2.5. Biological Treatment

Omalizumab is a humanized recombinant DNA-derived IgG1k monoclonal antibody that specifically binds to free IgE in interstitial and blood fluid and to membrane-bound forms of IgE (mIgE) on the surface of mIgE-expressing B lymphocytes [65]. The mechanism of reduced sensitivity to allergen stimulation is the gradual downregulation of FcεRI receptors on basophils, mast cells, and dendritic cells by free IgE binding to omalizumab. In particular, omalizumab does not bind to IgE, which is already bound to the high-affinity IgE receptor (FceRI) on the surface of antigen-presenting dendritic cells, basophils, and mast cells [66]. Nasal polyps, local eosinophilic inflammation, and asthma are associated with elevated local IgE levels. Several studies have reported that omalizumab reduces the size of polyps and significantly improves the quality of life of CRSwNP patients [67][68][69]. Although endoscopic finding and CT score showed improvement, there was no significant improvement in tissue and blood eosinophilia [70]. Based on this, Omalizumab was approved by the FDA for the treatment of nasal polyps in 2020.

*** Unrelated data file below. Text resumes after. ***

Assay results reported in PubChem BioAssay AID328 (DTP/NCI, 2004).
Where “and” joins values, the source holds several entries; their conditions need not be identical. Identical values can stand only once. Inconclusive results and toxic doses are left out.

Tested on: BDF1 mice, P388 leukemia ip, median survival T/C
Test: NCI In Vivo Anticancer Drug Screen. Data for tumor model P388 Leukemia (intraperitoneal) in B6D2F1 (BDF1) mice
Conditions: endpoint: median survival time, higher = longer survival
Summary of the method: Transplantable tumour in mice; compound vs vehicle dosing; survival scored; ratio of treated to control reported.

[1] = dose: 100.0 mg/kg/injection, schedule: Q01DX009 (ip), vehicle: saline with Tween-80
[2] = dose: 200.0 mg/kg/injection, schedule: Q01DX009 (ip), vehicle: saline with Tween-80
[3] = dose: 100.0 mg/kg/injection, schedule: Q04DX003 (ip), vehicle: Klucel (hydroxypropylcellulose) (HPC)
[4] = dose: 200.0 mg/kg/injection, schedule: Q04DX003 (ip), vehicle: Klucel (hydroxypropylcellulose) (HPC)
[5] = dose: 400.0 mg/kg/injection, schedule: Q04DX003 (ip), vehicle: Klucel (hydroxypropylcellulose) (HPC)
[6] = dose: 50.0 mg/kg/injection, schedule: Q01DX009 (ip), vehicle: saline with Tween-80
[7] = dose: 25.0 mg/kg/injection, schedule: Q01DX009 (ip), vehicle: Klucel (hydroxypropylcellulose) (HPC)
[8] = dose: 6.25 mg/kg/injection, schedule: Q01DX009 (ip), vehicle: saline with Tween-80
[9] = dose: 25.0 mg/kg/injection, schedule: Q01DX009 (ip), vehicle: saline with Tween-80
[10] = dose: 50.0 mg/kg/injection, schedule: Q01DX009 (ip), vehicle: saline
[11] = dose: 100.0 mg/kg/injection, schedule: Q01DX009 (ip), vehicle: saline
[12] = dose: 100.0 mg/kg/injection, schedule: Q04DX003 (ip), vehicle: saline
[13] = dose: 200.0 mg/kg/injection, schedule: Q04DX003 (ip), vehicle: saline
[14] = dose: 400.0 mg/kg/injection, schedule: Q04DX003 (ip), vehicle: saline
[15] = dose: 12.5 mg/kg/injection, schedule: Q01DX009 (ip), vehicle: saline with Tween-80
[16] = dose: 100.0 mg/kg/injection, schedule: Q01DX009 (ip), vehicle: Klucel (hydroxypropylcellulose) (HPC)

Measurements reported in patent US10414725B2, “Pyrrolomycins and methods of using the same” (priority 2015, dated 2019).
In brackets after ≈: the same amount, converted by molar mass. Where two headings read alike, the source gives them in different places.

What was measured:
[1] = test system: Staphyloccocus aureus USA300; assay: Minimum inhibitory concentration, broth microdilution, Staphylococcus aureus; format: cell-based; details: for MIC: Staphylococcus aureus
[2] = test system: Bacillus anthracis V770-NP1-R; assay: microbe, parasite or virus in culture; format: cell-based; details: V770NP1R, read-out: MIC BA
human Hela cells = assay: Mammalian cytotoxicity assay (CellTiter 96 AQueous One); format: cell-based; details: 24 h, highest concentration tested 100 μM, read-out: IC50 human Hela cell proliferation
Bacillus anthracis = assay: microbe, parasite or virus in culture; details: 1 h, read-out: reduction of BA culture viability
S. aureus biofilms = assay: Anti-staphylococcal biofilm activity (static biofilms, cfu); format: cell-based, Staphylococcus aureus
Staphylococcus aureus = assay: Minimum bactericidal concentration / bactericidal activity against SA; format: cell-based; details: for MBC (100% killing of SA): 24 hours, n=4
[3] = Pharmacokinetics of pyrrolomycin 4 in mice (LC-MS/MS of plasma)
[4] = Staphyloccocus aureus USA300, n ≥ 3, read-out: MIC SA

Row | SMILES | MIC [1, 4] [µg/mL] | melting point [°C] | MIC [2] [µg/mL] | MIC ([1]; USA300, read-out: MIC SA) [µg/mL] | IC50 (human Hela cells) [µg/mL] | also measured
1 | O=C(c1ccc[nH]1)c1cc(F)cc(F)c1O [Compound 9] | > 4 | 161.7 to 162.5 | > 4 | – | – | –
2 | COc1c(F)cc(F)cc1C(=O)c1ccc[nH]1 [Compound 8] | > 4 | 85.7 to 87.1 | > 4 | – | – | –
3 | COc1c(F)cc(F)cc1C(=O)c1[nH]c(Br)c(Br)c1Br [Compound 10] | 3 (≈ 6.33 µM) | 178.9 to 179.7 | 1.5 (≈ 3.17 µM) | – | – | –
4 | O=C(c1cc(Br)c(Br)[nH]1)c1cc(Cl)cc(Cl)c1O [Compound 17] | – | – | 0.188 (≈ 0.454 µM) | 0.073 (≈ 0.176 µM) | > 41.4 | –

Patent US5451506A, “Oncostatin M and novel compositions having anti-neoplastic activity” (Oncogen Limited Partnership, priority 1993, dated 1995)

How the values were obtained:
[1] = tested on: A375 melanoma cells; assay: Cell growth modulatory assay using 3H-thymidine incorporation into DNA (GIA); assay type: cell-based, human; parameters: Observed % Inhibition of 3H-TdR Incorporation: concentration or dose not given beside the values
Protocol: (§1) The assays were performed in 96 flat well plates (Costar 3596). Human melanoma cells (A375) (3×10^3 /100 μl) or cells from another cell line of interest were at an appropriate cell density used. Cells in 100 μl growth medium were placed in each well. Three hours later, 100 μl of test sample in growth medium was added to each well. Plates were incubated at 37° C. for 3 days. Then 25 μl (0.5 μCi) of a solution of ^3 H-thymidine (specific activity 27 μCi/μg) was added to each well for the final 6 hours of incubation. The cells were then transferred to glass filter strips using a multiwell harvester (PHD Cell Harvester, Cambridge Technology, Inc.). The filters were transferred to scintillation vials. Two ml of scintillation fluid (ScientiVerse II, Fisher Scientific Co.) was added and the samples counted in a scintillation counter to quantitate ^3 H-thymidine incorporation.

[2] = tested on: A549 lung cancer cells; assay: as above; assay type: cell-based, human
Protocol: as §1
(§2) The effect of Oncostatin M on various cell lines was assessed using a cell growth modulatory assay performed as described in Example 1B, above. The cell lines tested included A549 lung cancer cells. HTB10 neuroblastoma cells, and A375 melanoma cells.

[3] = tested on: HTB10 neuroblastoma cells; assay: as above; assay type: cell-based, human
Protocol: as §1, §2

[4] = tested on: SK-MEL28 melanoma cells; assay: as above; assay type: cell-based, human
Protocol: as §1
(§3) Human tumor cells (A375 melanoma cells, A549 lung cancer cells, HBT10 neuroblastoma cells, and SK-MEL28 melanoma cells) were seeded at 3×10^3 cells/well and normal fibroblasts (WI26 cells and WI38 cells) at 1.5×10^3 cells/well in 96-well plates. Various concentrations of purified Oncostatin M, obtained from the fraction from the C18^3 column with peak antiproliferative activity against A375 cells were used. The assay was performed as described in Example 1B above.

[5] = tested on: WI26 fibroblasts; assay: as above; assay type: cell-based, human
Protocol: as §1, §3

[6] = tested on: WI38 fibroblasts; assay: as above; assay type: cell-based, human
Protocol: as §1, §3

Reslizumab and Mepolizumab are monoclonal antibodies that block IL-5, which contributes to the activation, maturation, and survival of eosinophils [71]. IL-5 is an important mediator of tissue eosinophilia in CRSwNP patients and is derived from T cells and ILC2s [72]. Reslizumab reported improvement in nasal polyp scores in a small study, and mepolizumab reported significant improvements in nasal polyp severity and symptom scores, along with a reduction in the need for surgery in CRSwNP patients in a multicenter randomized controlled trial study [73][74]. In particular, Mepolizumab showed a significant improvement to visual analogue score (VAS), Sino-Nasal Outcome Test (SNOT-22) score, nasal polyposis severity, and endoscopic nasal polyp score compared with placebo groups [75]. Based on this, mepolizumab has recently been reported in phase 3 trials for subjective and objective efficacy for CRSwNP, and the FDA approved its use [75].